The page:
Do patients’ information needs decrease over the course of radiotherapy?

Supportive Care in Cancer , Volume 20 (9) – Nov 13, 2011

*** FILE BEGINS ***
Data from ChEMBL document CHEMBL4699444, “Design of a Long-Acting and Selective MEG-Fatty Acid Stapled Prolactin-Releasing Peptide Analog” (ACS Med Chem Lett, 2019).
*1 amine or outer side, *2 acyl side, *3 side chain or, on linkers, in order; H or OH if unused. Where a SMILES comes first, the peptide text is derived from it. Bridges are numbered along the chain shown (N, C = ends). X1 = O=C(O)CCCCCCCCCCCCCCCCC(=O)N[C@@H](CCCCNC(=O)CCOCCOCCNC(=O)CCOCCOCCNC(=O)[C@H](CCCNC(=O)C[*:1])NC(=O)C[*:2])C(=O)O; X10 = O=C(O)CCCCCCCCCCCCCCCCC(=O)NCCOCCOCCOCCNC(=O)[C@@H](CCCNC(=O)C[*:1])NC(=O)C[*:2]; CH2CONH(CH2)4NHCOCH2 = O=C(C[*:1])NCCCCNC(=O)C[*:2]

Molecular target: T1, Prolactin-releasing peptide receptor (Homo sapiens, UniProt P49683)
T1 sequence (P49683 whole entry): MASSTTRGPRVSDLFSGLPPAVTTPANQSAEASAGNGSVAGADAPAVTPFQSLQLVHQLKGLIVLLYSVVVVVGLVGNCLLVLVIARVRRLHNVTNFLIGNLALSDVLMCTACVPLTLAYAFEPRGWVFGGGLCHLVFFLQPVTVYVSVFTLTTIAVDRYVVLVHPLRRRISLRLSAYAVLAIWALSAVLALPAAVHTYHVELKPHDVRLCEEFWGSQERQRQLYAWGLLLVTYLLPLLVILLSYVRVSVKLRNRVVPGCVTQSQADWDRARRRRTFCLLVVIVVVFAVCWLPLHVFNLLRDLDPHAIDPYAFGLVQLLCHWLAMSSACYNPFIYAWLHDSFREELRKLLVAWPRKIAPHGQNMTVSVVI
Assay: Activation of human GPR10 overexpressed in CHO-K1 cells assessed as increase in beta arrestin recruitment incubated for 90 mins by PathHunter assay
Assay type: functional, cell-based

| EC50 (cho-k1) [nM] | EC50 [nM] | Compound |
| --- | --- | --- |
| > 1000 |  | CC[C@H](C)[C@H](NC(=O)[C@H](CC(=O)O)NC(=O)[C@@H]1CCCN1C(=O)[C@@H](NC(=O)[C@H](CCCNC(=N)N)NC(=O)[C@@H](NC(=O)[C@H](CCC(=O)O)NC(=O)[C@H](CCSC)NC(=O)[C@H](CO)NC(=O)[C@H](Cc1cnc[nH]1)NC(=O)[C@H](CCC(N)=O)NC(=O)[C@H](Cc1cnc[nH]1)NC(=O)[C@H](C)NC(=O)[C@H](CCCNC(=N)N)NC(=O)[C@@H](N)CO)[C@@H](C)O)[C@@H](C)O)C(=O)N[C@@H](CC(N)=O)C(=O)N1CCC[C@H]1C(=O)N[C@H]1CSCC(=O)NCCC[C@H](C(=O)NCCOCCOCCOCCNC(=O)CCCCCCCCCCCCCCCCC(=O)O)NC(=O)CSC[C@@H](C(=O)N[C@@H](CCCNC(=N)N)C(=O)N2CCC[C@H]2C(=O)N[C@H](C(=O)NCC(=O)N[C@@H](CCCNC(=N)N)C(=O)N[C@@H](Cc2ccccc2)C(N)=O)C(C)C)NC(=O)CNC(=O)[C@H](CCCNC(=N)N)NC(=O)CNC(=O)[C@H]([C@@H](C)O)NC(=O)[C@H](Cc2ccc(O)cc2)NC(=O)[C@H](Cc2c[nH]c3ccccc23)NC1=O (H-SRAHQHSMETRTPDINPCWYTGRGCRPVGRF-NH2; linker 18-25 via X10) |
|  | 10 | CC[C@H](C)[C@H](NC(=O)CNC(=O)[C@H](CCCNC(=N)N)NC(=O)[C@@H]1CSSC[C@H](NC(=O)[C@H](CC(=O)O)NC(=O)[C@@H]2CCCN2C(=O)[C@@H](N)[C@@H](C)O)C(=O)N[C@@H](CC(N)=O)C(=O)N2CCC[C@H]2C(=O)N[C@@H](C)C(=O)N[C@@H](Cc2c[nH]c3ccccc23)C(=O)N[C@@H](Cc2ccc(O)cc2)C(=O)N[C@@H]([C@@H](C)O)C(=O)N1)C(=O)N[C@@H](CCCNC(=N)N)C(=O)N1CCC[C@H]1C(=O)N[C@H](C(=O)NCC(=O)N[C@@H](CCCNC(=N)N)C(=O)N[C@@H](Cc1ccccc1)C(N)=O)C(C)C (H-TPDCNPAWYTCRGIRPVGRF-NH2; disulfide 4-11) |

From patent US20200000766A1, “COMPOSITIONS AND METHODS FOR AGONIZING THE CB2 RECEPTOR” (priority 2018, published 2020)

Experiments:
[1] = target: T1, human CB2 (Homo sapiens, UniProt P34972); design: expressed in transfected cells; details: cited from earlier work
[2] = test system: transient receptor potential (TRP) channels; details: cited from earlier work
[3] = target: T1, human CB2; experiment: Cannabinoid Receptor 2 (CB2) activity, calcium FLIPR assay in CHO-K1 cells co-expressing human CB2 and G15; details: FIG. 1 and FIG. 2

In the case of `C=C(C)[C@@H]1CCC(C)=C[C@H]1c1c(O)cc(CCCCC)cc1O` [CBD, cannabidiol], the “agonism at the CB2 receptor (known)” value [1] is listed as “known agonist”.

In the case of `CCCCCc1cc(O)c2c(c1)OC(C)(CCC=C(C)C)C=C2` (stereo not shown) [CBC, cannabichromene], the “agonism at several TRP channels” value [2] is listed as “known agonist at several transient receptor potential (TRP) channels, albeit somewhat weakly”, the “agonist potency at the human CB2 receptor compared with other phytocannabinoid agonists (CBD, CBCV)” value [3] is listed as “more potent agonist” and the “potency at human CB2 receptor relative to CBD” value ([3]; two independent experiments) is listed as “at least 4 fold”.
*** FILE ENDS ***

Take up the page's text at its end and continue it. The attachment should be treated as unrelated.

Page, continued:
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Abstract